The present invention is embodied in an apparatus for selectively ejecting a protective cover from the elongated probe of a medical thermometer, which is effective even if the cover might tend to stick to the probe. The ejection apparatus is used to eject protective covers of the kind that include (1) a generally cup-shaped body having a shape that conforms generally with the shape of the elongated probe, and (2) a resilient ring at the cup-shaped body's open end, the resilient ring being sized to slide over the probe and be retained by an enlargement at the probe's base end. The ejection apparatus includes a sleeve that is movable along an axis aligned with that of the probe, from a retracted position, where the sleeve is located rearwardly of the probe's base end, to an extended position, where the sleeve fully encircles the probe. Spring means continuously biases the sleeve to its extended position with a biasing force insufficient by itself to free the resilient ring from the enlargement at the probe's base end. In accordance with the invention, release means are further included for selectively advancing the sleeve incrementally forwardly from its retracted position, to free the resilient ring from the enlargement at the probe's base end. Thereafter, the spring means automatically advances the sleeve fully to its extended position, to eject the protective cover from the probe. The apparatus is simple in construction and convenient to use, yet completely effective in ejecting the probe cover, even in cases where the probe cover might tend to stick to the probe.

The apparatus of the invention is particularly adapted for use with a probe that is substantially cylindrical and that has an outwardly-projecting, substantially circular flange at its base end. The resilient ring of the protective cover has a circular opening with an unstressed radius less than the radius of the probe's flange; however, the ring is stretchable to slide over and grip the flange, thereby securing the cover in place. The sleeve is likewise substantially cylindrical, with an inner radius sized to slide over the probe's flange and thereby eject the probe cover from the probe. The resilient ring is defined by a thin, flat substrate having a circular aperture, and the sleeve includes a ring-shaped forward surface that is engageable over its entire surface with the probe cover substrate.

In another, more detailed feature of the invention, the spring means includes a compressed coil spring having a longitudinal axis aligned with that of the probe. The release means includes a manually-actuatable button that is movable a limited distance along a axis aligned with the probe's longitudinal axis, to disengage the probe cover's ring from the probe's flange, whereupon the coil spring can advance the sleeve to its fully extended position.

In some situations, the probe cover's cup-shaped body is defined by a resilient plastic film that can stick to the thermometer's elongated probe. The sleeve's extended position is located sufficiently forward of the probe tip to ensure that the probe cover's body is fully disengaged from the elongated probe.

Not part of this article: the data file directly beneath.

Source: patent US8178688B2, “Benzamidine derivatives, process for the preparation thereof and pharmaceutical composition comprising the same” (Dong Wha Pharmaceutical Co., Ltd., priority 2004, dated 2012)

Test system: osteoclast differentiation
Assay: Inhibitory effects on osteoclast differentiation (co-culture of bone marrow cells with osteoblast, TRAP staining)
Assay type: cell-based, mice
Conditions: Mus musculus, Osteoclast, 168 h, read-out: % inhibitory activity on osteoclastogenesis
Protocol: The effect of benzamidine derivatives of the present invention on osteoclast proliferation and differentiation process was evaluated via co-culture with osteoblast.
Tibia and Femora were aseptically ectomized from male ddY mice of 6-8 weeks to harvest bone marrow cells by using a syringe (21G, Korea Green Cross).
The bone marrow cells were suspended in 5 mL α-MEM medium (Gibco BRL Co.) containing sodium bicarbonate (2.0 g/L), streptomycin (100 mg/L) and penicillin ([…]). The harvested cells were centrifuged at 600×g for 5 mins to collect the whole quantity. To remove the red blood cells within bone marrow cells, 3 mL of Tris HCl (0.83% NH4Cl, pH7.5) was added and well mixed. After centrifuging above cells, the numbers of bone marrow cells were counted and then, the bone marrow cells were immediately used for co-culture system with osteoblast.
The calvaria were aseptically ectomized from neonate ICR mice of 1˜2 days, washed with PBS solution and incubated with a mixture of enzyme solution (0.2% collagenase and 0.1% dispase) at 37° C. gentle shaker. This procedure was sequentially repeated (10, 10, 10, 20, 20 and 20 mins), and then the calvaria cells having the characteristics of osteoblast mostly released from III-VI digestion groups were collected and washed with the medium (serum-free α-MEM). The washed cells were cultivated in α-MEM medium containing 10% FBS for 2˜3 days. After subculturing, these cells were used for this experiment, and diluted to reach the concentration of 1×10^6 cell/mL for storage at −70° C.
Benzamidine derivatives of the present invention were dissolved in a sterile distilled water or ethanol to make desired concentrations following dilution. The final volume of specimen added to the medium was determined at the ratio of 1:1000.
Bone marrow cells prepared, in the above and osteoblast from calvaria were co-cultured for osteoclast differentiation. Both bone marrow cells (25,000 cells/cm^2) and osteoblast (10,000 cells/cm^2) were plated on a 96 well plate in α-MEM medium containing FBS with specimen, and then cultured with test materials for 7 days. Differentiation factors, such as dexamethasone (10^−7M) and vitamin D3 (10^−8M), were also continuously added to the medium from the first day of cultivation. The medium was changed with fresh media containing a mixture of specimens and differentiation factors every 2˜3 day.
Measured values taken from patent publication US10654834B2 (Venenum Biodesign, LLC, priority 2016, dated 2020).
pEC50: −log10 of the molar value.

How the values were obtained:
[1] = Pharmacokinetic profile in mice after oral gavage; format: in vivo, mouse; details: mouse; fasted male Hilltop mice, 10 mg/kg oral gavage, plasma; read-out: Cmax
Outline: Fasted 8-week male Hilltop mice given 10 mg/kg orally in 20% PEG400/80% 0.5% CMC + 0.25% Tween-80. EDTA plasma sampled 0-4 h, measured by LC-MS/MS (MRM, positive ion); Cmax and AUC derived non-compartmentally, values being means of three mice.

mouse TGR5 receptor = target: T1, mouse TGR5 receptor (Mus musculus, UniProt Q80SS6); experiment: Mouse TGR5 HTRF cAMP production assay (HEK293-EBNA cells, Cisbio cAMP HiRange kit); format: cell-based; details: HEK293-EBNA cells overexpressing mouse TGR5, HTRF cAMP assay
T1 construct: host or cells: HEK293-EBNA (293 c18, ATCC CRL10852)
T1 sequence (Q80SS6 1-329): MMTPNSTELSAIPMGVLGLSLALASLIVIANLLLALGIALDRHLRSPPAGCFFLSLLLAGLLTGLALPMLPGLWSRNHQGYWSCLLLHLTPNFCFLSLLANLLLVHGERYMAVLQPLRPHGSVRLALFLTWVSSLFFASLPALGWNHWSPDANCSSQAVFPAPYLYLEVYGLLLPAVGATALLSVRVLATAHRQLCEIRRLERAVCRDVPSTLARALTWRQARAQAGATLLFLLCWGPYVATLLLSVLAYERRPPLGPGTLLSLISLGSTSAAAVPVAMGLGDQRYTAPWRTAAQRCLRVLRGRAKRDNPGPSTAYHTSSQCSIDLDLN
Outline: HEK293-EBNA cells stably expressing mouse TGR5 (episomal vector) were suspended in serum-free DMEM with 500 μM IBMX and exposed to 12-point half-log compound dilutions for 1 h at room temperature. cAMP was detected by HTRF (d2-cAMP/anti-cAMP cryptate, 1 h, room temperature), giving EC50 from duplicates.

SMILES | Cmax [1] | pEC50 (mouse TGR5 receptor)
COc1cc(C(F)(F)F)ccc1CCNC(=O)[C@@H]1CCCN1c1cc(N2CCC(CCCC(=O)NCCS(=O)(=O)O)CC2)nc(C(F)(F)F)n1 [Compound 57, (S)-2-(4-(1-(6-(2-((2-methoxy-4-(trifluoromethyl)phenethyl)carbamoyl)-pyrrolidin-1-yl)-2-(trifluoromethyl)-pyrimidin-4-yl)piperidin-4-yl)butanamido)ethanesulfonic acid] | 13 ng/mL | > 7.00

Other features and advantages of the present invention should become apparent from the following description of the preferred embodiment, taken in conjunction with the accompanying drawings, which illustrate, by way of example, the principles of the invention.

BRIEF DESCRIPTION OF THE DRAWINGS

FIG. 1 is a side sectional view of a medical thermometer, with a protective cover located in its desired, functioning position on the thermometer's elongated probe. Ejection apparatus embodying the present invention includes an ejection sleeve depicted in its retracted position.

FIG. 2 is a side sectional view similar to FIG. 1, but showing the position of the ejection sleeve after an ejection button has been manually pressed, to disengage the probe cover from an enlargement at the base end of the probe.

FIG. 3 is a side sectional view similar to FIGS. 1 and 2, but showing the ejection sleeve in its extended position, having fully disengaged the probe cover from the probe.

DESCRIPTION OF THE PREFERRED EMBODIMENT

With reference now to the drawings, and particularly to FIG. 1, there is shown a hand-held medical thermometer 11 that includes a housing 13 having a handle grip 15 and an elongated, generally cylindrical probe 17 adapted for insertion into the outer portion of a patient's ear canal. An infrared radiation sensor (not shown) is located within or adjacent to the probe, for measuring infrared radiation received along the patient's ear canal. The sensor provides, after appropriate electronic processing, an accurate measurement of the patient's body temperature. The thermometer is intended for use with multiple successive patients, so a disposable protective cover 19 is preferably placed over the elongated probe prior to each use.

The protective probe cover 19 includes a substrate or carrier 21 with a generally circular aperture. 23 across which extends a stretchable plastic film 25. In use, the substrate is slid over the elongated probe 17 such that the film stretches over and completely covers the probe. The probe cover is secured in place on the probe by a snap-fit of its resilient substrate over an outwardly-projecting circular flange 27 at the probe's base end. Forming the probe cover substrate of a thin, flexible plastic material facilitates this snap-fit The film, which can be formed of a linear, low-density polyethylene material, is substantially transparent to infrared radiation yet it is sufficiently resilient and tough that it will not puncture or tear during normal usage. A example of one suitable probe cover is described in detail in a copending and commonly-assigned U.S. patent application, Ser. No. 265,525 filed Nov. 1, 1988, and entitled "Disposable Probe Cover Assembly for Medical Thermometer."